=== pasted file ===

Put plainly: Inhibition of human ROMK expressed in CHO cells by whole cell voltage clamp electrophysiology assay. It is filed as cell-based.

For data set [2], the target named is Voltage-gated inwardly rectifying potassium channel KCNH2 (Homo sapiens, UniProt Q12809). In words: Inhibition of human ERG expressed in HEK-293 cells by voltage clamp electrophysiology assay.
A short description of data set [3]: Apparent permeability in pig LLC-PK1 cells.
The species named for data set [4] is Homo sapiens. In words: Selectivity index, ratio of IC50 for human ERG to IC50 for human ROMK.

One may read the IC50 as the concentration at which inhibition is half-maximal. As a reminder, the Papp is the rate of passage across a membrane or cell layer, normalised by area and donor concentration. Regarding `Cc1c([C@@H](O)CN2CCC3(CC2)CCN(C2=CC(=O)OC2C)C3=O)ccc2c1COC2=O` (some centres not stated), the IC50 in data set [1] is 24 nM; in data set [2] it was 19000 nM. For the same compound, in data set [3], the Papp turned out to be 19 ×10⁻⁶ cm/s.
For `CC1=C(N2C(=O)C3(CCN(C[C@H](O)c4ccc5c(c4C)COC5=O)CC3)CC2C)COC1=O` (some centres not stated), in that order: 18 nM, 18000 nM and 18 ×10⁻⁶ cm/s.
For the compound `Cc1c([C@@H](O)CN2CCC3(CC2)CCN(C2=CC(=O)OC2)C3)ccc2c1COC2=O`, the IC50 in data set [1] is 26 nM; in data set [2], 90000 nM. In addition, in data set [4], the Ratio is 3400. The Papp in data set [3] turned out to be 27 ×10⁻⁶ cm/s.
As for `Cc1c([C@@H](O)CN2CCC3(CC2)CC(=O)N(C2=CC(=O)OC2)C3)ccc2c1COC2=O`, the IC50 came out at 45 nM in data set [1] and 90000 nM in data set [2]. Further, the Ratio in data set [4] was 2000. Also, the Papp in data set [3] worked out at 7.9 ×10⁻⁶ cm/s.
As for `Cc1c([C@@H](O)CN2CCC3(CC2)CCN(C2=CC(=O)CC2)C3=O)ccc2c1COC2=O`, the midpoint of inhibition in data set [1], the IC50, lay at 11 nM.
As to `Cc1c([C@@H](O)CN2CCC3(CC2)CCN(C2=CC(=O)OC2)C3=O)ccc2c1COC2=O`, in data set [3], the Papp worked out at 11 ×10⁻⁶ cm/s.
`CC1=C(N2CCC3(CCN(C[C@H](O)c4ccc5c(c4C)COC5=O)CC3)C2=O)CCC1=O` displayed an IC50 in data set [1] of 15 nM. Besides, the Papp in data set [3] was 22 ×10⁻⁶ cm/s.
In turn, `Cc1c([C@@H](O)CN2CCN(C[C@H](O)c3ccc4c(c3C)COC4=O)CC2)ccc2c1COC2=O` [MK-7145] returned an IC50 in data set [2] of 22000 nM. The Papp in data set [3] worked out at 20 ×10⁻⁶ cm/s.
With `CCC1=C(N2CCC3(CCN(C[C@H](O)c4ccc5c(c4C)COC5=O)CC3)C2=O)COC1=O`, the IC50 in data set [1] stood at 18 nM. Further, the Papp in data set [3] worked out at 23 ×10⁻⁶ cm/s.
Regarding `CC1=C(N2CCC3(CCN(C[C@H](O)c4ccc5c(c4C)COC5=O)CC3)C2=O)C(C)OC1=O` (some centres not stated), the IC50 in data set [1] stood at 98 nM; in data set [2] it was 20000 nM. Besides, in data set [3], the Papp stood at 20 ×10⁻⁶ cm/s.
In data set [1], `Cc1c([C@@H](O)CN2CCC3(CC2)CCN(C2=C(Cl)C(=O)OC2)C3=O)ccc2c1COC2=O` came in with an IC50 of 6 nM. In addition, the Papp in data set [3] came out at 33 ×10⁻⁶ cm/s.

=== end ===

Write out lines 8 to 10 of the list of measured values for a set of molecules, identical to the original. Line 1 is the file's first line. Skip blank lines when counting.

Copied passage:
As for `Cc1c([C@@H](O)CN2CCC3(CC2)CC(=O)N(C2=CC(=O)OC2)C3)ccc2c1COC2=O`, the IC50 came out at 45 nM in data set [1] and 90000 nM in data set [2]. Further, the Ratio in data set [4] was 2000. Also, the Papp in data set [3] worked out at 7.9 ×10⁻⁶ cm/s.
As for `Cc1c([C@@H](O)CN2CCC3(CC2)CCN(C2=CC(=O)CC2)C3=O)ccc2c1COC2=O`, the midpoint of inhibition in data set [1], the IC50, lay at 11 nM.
As to `Cc1c([C@@H](O)CN2CCC3(CC2)CCN(C2=CC(=O)OC2)C3=O)ccc2c1COC2=O`, in data set [3], the Papp worked out at 11 ×10⁻⁶ cm/s.